husband's portraits by herself. In the Bodleian Library at Oxford, is a picture that she gave to it, which, by a strange mistake, is called Sir Thomas More, though it is evidently a copy of Cromwell, Earl of Essex. Nay, Robert Whitehall, a poetaster, wrote verses to her in 16 74, on her sending this supposed picture of Sir Thomas More. 1
The other arts made no figure in this reign; I scarce find even names of professors.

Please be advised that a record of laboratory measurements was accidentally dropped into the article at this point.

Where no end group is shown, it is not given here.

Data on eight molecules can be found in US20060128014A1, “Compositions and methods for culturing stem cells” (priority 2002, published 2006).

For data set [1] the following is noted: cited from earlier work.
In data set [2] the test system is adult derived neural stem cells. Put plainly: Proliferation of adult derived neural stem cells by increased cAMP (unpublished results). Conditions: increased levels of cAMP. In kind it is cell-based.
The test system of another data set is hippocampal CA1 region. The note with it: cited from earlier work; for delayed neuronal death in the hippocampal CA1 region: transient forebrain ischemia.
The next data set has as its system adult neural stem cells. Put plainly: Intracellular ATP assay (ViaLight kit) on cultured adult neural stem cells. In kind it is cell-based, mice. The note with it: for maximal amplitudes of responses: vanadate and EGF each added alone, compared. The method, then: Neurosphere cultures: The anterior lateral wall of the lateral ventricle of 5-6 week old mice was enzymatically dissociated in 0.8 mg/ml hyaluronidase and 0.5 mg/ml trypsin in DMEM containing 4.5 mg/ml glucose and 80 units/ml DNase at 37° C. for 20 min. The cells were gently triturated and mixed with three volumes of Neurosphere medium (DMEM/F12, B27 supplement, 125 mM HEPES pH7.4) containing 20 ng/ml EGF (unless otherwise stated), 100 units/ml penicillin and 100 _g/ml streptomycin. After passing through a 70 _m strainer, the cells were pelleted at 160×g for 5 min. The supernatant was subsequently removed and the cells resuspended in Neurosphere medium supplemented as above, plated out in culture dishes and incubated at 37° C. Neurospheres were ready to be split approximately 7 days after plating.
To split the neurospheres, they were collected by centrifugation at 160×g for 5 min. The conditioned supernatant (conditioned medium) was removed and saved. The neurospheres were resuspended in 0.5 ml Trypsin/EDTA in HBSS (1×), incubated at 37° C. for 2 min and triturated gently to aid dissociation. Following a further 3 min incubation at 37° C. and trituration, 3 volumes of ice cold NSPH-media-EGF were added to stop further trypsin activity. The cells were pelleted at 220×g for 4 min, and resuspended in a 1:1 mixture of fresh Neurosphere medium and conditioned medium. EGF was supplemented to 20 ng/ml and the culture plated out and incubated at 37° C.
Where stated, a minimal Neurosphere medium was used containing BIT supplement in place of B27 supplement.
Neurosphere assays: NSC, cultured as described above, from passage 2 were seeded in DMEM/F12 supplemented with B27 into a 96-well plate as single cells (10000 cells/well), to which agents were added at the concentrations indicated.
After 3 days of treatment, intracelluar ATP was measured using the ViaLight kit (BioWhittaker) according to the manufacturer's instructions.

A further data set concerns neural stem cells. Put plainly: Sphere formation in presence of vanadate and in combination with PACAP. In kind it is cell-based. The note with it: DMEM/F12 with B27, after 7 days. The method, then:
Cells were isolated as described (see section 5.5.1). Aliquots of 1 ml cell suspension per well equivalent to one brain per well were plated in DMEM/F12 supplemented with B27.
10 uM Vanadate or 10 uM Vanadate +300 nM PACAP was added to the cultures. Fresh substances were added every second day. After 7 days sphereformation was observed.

an admired statuary in his own time, but only memorable to us by a capricious character. He was scholar of Burman, who, having debauched his servant-maid, obliged Bushnell to marry her. The latter, in disgust, left England, stayed two years in France, and from thence went to Italy. He lived some time at Rome and at Venice; in the last city he made a magnificent monument for a Procuratore di San Marco, representing the siege of Candia, and a naval engagement between the Venetians and Turks. He came home through Germany by the way of Hamburg. Some of his first works, after his return, were the statues of Charles I. and II. at the Royal Exchange, and Sir Thomas Gresham there above stairs. His best were the kings, at Temple-bar. He carved several marble monuments, particularly one for Lord Ashburnham, in Sussex; one for Dr. Grew's wife, in Christ-church, London ; one for Lord Thomond, in Northamptonshire; Cowley's 2 and Sir Palmes Fairborn's, in Westminster-abbey, and cut a head of Mr. Talman. He had agreed to complete the set of kings at the Royal Exchange, but hearing that another person (I suppose Cibber) had made interest to carve some of them, Bushnell would not proceed, though he had begun six or seven. Some of his profession asserting that, though he____________________